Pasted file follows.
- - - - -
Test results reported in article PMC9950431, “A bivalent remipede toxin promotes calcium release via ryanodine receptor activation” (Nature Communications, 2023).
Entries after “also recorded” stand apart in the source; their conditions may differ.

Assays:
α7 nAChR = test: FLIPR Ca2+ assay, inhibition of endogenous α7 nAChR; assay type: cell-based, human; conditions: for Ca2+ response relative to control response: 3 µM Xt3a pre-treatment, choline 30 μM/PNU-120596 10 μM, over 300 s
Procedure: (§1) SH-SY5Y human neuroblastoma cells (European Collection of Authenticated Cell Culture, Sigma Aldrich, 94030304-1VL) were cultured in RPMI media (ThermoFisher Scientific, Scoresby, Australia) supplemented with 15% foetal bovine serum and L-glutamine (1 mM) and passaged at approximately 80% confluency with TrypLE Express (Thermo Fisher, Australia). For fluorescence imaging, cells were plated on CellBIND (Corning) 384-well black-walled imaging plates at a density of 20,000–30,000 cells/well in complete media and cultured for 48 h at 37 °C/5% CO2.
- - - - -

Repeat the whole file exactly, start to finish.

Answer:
Test results reported in article PMC9950431, “A bivalent remipede toxin promotes calcium release via ryanodine receptor activation” (Nature Communications, 2023).
Entries after “also recorded” stand apart in the source; their conditions may differ.

Assays:
α7 nAChR = test: FLIPR Ca2+ assay, inhibition of endogenous α7 nAChR; assay type: cell-based, human; conditions: for Ca2+ response relative to control response: 3 µM Xt3a pre-treatment, choline 30 μM/PNU-120596 10 μM, over 300 s
Procedure: (§1) SH-SY5Y human neuroblastoma cells (European Collection of Authenticated Cell Culture, Sigma Aldrich, 94030304-1VL) were cultured in RPMI media (ThermoFisher Scientific, Scoresby, Australia) supplemented with 15% foetal bovine serum and L-glutamine (1 mM) and passaged at approximately 80% confluency with TrypLE Express (Thermo Fisher, Australia). For fluorescence imaging, cells were plated on CellBIND (Corning) 384-well black-walled imaging plates at a density of 20,000–30,000 cells/well in complete media and cultured for 48 h at 37 °C/5% CO2.